A year ago the British Medical Journal published an article by Nina Teicholz that was very critical to the official US dietary guidelines, and the weak science supporting them. Specifically the article and the BMJ editor in chief criticized the low-fat, high-carb advice that was said to be “driving rather than solving the current epidemics of obesity and type 2 diabetes”.
The article resulted in furious resistance from old-school scientists. Even more than other people, scientists who have been deeply involved in this for decades likely have a very hard time shifting their thinking. Not fewer than 180 (!) of them signed a letter demanding the BMJ retract the article:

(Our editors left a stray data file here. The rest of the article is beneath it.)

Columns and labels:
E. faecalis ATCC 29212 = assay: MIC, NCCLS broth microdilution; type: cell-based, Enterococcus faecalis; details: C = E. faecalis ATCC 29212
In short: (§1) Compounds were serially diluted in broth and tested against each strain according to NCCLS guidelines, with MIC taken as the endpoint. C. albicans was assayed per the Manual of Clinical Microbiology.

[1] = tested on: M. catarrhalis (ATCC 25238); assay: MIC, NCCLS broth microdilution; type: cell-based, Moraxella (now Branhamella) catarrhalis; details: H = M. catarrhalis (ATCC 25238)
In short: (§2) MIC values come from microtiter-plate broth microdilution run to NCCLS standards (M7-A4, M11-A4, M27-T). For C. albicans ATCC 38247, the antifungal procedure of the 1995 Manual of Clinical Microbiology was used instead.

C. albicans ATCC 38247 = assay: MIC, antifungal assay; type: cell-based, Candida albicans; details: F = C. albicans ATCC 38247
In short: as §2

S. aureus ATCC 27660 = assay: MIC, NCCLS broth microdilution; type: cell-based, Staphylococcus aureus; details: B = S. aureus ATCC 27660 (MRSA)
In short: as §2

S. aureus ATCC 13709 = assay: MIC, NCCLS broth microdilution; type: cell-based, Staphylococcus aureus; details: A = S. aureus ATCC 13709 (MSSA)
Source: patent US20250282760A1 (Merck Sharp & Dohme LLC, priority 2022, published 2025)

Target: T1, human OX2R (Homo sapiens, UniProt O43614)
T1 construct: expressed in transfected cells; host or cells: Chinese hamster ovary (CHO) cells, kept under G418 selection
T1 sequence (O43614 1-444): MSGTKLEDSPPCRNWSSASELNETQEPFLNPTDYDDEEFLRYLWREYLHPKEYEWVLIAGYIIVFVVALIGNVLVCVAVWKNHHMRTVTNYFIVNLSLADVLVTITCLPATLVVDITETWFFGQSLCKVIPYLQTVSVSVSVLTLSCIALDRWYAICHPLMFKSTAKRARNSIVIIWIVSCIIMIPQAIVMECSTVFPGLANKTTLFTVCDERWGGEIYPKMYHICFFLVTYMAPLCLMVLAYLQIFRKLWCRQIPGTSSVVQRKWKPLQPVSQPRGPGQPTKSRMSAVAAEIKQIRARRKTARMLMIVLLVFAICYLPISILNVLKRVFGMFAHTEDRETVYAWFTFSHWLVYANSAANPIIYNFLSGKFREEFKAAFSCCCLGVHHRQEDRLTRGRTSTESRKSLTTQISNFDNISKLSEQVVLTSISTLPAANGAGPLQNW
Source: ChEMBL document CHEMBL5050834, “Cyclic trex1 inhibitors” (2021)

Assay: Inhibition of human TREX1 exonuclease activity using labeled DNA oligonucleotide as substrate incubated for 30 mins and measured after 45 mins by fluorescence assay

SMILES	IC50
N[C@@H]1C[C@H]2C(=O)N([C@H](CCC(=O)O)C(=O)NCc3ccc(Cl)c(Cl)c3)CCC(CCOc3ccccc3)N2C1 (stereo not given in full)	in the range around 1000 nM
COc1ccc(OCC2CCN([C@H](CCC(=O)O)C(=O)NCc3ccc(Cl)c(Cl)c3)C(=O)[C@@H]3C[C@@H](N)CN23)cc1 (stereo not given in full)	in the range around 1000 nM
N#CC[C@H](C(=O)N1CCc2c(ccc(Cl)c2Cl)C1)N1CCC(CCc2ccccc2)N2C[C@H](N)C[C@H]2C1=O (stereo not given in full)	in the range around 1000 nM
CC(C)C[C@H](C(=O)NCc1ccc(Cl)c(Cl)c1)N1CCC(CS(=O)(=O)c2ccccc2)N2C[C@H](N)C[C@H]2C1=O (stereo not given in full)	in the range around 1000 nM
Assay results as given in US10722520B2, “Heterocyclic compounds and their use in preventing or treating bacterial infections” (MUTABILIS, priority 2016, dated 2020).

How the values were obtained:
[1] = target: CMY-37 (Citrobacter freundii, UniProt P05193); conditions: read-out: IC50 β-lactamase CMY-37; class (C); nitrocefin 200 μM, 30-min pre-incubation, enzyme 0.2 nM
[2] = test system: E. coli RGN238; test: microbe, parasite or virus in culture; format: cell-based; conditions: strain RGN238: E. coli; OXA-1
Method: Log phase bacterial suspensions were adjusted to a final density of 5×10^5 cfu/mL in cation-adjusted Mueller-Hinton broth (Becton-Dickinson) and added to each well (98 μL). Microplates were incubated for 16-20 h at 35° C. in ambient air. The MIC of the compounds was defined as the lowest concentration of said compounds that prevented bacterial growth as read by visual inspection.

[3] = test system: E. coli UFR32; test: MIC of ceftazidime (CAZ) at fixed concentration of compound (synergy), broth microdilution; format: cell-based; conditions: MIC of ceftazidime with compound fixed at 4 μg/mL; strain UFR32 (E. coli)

After an investigation, The BMJ has just now decided not to retract the article. They stand by it, as they should:
- Politico: Dietary Guidelines article won’t be retracted
- RetractionWatch: BMJ won’t retract controversial dietary guidelines article, says author
Fortunately The BMJ and its leadership refuse to be intimidated by those who would prefer to stop inconvenient questions and censor scientific debate.
Current dietary advice has completely failed to stop the epidemics of obesity and type 2 diabetes, and may very well have made them worse. We can’t solve the problem by forbidding people to talk about it.